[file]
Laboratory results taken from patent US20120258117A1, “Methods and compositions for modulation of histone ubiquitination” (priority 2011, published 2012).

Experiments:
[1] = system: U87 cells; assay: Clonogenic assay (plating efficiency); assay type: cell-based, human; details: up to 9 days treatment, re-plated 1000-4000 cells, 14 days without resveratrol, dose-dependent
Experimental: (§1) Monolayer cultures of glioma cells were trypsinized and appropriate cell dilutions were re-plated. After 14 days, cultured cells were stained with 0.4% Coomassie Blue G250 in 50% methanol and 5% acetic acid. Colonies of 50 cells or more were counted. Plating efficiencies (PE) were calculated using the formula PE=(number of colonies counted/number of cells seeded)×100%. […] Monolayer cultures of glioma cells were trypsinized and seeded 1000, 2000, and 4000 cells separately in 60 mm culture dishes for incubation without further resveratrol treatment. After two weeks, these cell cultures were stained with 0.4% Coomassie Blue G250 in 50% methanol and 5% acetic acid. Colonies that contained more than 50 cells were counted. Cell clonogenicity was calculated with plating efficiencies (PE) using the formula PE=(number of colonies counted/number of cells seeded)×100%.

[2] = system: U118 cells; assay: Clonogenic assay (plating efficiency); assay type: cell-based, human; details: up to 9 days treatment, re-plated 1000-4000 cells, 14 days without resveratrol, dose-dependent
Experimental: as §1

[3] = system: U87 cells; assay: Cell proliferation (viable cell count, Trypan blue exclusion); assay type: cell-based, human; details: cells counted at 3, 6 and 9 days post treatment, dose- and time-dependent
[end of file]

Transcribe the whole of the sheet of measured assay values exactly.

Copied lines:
Laboratory results taken from patent US20120258117A1, “Methods and compositions for modulation of histone ubiquitination” (priority 2011, published 2012).

Experiments:
[1] = system: U87 cells; assay: Clonogenic assay (plating efficiency); assay type: cell-based, human; details: up to 9 days treatment, re-plated 1000-4000 cells, 14 days without resveratrol, dose-dependent
Experimental: (§1) Monolayer cultures of glioma cells were trypsinized and appropriate cell dilutions were re-plated. After 14 days, cultured cells were stained with 0.4% Coomassie Blue G250 in 50% methanol and 5% acetic acid. Colonies of 50 cells or more were counted. Plating efficiencies (PE) were calculated using the formula PE=(number of colonies counted/number of cells seeded)×100%. […] Monolayer cultures of glioma cells were trypsinized and seeded 1000, 2000, and 4000 cells separately in 60 mm culture dishes for incubation without further resveratrol treatment. After two weeks, these cell cultures were stained with 0.4% Coomassie Blue G250 in 50% methanol and 5% acetic acid. Colonies that contained more than 50 cells were counted. Cell clonogenicity was calculated with plating efficiencies (PE) using the formula PE=(number of colonies counted/number of cells seeded)×100%.

[2] = system: U118 cells; assay: Clonogenic assay (plating efficiency); assay type: cell-based, human; details: up to 9 days treatment, re-plated 1000-4000 cells, 14 days without resveratrol, dose-dependent
Experimental: as §1

[3] = system: U87 cells; assay: Cell proliferation (viable cell count, Trypan blue exclusion); assay type: cell-based, human; details: cells counted at 3, 6 and 9 days post treatment, dose- and time-dependent